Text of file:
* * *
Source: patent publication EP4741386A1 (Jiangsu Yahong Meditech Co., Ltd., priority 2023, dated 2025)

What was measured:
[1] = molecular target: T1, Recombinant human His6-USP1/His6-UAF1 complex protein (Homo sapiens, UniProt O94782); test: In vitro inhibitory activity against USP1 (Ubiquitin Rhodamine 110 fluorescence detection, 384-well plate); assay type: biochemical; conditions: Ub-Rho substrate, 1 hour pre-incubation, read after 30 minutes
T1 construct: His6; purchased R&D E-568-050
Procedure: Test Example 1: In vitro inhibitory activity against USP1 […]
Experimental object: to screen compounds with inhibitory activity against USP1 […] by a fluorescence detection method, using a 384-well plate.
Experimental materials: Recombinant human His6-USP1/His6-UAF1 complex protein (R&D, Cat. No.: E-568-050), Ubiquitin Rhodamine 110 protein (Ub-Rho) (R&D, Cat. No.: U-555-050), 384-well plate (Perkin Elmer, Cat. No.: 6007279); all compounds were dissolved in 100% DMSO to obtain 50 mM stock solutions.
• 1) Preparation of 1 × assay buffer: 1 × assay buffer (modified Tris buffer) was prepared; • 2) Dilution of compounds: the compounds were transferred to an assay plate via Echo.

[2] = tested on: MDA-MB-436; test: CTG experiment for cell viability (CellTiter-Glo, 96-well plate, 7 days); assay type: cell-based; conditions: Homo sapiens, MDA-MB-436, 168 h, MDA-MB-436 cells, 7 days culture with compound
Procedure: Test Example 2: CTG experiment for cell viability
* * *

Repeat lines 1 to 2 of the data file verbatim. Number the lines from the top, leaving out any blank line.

Source: patent publication EP4741386A1 (Jiangsu Yahong Meditech Co., Ltd., priority 2023, dated 2025)

What was measured: